Ghosting: heartless or harmless?

Roisin Maguire

Ghosting may be as spooky as the name suggests.

Ghosting, for those who have not experienced it, is when someone who you believe is interested and cares about you ends a relationship by disappearing from contact without any explanation. No goodbye phone call, or even a text.

According to Psychology Today, 50 per cent of people have experienced this type of behaviour. People who ghost avoid the awkward part of breaking up with someone with whom they are in a relationship. These people are concerned with avoiding their own emotions and discomfort while not thinking of how the other person feels.

The more people ghost, the more they may become desensitised to the feelings of others and will use it as a way of breaking up with every person they date. Ghosting has branched out into subsets such as benching where a person occasionally checks in on a person to keep their options open but not fully commit and zombieing, where an ex-ghoster pops up out of nowhere with that “you up?” text.

For many of those who have been ghosted, they feel they have been disrespected while others may feel like a fool for having feelings in the first place. Ghosting is harmful because it leads a person to think they are not good enough which can lead to insecurity and self-consciousness.

One of the most insidious aspects of ghosting is that it doesn’t just cause you to question the validity of the relationship you had, it causes you to question yourself. Why didn’t I know this was going to happen? Could I have done something better?

People often ask themselves how do they prevent this from happening again which is dangerous as this may prevent someone from opening up to someone new again, or prevent them from going back to the dating scene for a long time.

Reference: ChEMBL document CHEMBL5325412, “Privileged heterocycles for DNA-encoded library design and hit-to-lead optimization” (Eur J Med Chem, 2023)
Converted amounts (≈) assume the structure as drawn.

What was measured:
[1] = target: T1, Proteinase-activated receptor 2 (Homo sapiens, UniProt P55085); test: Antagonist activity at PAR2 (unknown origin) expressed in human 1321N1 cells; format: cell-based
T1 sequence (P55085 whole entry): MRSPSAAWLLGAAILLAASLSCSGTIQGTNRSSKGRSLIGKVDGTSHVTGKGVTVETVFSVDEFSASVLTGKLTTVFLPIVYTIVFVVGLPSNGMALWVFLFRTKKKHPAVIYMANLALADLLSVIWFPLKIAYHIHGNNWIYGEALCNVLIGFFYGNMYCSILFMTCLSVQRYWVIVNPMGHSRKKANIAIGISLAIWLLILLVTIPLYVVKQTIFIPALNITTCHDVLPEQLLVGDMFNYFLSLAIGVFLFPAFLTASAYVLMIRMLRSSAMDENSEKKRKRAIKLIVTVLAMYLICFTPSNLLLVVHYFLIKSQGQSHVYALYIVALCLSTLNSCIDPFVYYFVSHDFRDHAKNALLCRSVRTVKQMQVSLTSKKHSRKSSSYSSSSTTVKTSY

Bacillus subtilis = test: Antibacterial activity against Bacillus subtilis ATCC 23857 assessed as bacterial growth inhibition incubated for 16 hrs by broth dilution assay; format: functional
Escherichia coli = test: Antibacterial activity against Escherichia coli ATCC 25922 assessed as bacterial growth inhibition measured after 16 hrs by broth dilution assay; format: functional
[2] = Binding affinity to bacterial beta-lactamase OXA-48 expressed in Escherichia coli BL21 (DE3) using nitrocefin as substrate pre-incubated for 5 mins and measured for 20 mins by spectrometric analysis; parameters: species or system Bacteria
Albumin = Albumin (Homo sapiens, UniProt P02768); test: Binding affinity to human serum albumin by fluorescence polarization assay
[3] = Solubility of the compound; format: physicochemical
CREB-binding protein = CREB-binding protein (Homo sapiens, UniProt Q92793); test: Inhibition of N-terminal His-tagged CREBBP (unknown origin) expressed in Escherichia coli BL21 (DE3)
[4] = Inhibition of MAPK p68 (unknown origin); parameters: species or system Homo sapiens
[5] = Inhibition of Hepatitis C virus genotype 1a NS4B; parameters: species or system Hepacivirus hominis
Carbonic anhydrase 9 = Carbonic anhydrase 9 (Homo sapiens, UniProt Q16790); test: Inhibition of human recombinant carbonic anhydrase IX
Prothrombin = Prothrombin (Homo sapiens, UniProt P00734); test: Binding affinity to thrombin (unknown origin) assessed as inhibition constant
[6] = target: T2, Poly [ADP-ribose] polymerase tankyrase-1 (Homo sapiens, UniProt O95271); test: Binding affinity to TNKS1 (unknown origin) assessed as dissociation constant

Ghosting is the ultimate form of the silent treatment, a tactic that has often been viewed by mental health professionals as a form of emotional cruelty. It renders a person to have no other option but to answer their own questions, which can lead to the conclusion that it was not the ghoster’s fault, but the fault of the person who is being ghosted.

If you have been ghosted, you may want to forget about this person but you may also wonder what they are doing with their life without you, especially if you had a strong relationship with this person. Sitting and scrolling through Instagram and Facebook will wreak havoc on your mental health.

The important thing to remember is that being ghosted says nothing about you or how worthy you are, but more about the person who is doing the ghosting. With the rise of technology, ghosting has become an easy scapegoat. Technology makes communication easier but it also makes disappearing easier when you can delete someone and block them within 60 seconds.

Ultimately, no one wins when it comes to ghosting. The ghoster will have this weight sitting on their conscience unless they are completely cold hearted. Ghosting may even cause problems in future relationships.

Think before you ghost, it’s better to face your problems head on.

Roisin Maguire 

Image credit: Mr. Cute Cartoon Drawing Club